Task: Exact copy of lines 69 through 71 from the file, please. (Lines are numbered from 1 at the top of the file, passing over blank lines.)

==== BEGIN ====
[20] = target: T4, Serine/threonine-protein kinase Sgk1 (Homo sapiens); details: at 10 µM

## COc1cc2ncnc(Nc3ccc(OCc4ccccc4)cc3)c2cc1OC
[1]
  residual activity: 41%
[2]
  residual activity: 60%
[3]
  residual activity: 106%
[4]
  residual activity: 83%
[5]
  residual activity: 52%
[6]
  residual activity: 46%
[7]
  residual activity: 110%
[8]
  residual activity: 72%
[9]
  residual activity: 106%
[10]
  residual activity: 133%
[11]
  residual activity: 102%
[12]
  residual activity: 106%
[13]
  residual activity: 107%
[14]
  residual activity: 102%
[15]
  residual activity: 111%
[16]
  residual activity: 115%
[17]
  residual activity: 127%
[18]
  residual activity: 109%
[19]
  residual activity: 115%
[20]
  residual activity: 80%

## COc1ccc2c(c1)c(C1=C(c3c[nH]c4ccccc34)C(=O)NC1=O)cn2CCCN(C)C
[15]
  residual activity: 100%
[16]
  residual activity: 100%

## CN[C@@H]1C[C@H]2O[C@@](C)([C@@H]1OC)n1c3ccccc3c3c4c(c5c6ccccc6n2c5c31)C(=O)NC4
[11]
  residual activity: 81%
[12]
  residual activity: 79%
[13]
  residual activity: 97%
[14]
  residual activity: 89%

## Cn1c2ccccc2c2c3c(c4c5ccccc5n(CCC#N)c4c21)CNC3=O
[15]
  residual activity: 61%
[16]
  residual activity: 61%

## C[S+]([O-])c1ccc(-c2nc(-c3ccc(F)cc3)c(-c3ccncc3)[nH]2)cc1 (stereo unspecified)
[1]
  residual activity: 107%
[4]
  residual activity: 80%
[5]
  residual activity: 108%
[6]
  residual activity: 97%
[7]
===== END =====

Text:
[6]
  residual activity: 97%
[7]